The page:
BOSTON (Reuters) -Florida’s top pension investment officer said on Tuesday he expects the state will restrict purchases of Unilever PLC assets starting in late October after the company’s Ben & Jerry’s brand halted sales in the Israeli-occupied West Bank.
Ash Williams, chief investment officer of the Florida State Board of Administration, which oversees pension assets, said at a webcast state hearing that “we’ve not seen any meaningful response from Unilever” after discussions with the company.
Unilever and Ben & Jerry’s representatives did not immediately respond to requests for comment.
Some other U.S. states have moved to sell Unilever stock and bonds after the Ben & Jerry’s move here, saying like Florida that the company violated rules against boycotts of Israel.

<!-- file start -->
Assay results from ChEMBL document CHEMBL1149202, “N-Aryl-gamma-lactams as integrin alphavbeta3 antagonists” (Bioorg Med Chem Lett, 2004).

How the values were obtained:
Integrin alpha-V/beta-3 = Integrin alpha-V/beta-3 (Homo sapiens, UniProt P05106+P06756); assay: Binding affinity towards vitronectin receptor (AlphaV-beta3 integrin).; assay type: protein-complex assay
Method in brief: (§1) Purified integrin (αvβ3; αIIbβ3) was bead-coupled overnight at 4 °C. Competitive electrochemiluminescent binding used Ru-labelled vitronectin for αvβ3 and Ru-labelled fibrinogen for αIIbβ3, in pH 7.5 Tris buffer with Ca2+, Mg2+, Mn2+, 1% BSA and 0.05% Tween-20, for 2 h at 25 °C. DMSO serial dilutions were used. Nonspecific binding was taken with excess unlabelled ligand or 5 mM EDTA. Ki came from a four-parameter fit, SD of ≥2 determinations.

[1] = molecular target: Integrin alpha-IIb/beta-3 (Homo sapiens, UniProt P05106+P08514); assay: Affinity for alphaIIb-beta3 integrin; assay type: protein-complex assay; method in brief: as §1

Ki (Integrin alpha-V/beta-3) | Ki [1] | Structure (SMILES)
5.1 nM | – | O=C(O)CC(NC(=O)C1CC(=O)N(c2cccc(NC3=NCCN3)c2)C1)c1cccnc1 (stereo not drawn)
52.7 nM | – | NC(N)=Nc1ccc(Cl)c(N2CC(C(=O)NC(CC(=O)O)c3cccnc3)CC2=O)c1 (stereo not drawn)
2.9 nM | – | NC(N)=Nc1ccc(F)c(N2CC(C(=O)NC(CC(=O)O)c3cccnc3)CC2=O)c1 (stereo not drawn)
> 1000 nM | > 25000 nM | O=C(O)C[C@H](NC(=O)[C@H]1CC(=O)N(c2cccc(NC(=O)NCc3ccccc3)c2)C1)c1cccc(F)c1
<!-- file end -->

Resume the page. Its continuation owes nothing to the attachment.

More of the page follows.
Florida’s funds have about $139 million worth of Unilever stock, bonds and subsidiary holdings. State rules would not require the sale of those assets but would prohibit pension leaders from further purchases as of Oct. 26 unless the company changes course.
Vermont-based Ben & Jerry’s said in July it would stop doing business in the “Occupied Palestinian Territory” that had been handled by a licensee partner since 1987. Most countries consider Israeli settlements on Palestinian land to be illegal. Israel disputes this.
London-based Unilever has said the decision was only that of Ben & Jerry’s independent board. Unilever also has said it has a “strong and long-lasting commitment to our business in Israel,” where it employs nearly 2,000 people.
Unilever has said it opposes anti-Semitism and does not support here the Boycott Divestment Sanctions (BDS) movement that seeks to isolate Israel over its treatment of the Palestinians.
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